Arizona was excellent in high-leverage situations. The Cardinals limited the 49ers to 3-of-11 conversions on third downs, kept the Niners out of the end zone in their only goal-to-go scenario of the game and stopped San Francisco on fourth downs on four out of five tries.
Lions: Yes, they fell in heartbreak, again. And players and coaches in the NFL almost never want to hear about silver linings. But what rookie coach Dan Campbell is doing in Detroit, getting his team to punch above its weight and nearly pull off two improbable upsets in as many weeks, should be admired.
The Lions lost to the Vikings, 19-17, on a crushing game-winning field goal after Detroit had battled back from a 10-point deficit with a little more than five minutes left to play. This came just one week after the Lions lost (also 19-17) when Ravens kicker Justin Tucker set an NFL record with a 66-yard, game-winning field goal.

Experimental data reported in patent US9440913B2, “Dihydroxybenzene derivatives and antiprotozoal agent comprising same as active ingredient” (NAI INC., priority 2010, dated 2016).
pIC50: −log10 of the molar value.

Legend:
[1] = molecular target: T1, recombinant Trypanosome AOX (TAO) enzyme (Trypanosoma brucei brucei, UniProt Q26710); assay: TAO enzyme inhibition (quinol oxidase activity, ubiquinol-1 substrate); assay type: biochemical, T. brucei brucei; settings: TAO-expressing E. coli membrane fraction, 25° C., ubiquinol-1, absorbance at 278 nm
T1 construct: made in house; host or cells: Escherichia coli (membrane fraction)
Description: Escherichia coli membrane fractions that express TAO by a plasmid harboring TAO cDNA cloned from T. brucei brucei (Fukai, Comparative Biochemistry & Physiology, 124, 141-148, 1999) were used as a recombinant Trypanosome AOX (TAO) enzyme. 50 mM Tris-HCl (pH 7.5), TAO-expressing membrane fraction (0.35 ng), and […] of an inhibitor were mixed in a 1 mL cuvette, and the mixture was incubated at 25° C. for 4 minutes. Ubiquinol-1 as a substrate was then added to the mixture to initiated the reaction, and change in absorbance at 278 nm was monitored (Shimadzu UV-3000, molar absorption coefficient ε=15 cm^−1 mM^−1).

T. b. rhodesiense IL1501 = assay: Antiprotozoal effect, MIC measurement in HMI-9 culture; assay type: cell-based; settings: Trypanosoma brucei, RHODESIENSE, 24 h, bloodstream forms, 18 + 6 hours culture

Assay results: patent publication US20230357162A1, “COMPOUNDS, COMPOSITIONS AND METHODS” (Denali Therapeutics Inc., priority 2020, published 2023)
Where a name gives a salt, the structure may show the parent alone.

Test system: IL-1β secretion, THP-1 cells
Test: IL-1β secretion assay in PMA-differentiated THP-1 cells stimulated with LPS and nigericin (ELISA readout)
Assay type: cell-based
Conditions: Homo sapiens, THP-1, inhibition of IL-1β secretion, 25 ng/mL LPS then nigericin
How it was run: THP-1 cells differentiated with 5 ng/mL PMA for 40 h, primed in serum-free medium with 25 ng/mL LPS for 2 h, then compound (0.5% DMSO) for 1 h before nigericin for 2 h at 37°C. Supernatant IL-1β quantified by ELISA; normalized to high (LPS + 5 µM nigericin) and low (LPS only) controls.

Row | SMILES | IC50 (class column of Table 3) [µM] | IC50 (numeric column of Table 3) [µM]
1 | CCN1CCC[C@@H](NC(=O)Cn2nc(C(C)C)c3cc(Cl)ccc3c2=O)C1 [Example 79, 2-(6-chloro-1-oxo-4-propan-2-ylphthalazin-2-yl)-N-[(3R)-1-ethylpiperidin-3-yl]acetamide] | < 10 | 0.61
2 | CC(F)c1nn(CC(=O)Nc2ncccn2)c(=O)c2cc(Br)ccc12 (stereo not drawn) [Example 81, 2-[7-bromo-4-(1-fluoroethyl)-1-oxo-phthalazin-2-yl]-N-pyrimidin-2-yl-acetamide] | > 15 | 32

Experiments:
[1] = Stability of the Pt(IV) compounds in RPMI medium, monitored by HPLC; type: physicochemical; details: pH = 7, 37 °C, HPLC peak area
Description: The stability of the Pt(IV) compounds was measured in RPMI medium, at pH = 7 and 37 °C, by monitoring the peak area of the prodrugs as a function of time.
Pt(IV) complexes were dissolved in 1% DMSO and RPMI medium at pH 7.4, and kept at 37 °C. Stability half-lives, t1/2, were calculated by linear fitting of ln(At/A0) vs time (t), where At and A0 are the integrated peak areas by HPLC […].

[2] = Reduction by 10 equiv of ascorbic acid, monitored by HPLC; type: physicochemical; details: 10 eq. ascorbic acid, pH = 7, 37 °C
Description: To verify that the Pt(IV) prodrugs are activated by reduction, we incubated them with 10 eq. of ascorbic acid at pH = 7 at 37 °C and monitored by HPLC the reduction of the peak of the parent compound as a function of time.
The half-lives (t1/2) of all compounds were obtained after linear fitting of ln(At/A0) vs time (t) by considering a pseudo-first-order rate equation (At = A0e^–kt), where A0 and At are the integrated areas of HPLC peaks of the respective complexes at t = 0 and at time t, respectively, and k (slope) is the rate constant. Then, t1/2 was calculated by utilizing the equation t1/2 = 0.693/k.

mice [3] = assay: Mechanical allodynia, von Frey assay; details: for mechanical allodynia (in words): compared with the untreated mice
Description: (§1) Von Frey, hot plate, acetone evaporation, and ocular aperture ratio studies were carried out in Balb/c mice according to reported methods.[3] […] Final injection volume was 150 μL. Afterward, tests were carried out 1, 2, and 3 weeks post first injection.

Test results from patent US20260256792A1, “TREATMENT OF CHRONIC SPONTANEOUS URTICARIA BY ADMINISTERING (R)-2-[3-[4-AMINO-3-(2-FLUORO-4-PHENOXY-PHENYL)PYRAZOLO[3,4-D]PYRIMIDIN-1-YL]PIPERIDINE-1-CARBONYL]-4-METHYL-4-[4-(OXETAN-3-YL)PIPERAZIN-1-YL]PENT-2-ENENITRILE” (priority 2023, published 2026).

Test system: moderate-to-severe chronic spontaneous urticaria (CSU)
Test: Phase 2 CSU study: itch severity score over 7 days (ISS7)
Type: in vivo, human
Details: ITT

Chiefs: The Kansas City Chiefs – at least as they currently stand – are not the same team that has dominated the AFC. The Bills smashed the Chiefs, 38-20, in a rematch of the AFC title game. And for the Chiefs (2-3), it’s familiar issues that have plagued this team in 2021. It starts on defense, where the secondary is a mess and gives up far too many explosive passing plays.
But the offense and slow starts are a problem, too. Despite upgrades to the offensive line, the unit still suffers from lapses in pass protection.
Kickers: The NFL, when it changed its rule in 2015 to push back the extra point, wanted the play to have more drama. In Week 5, the league got its wish. There were 12 missed extra points going into Monday night’s game. Extra points weren’t the only kicking struggle. There have also been 12 missed field goals.
Urban Meyer: With each passing day, Urban Meyer is showing that the head coaching job of the Jacksonville Jaguars is too big for him. It wasn’t so much that the Jaguars (0-5) lost to the AFC Southrival Titans, 37-19. It was the effort they showed. Early in the third quarter, with the Titans holding an 11-point lead, the Jaguars defense did not look interested in tackling Titans running back Derrick Henry on a 9-yard touchdown rush.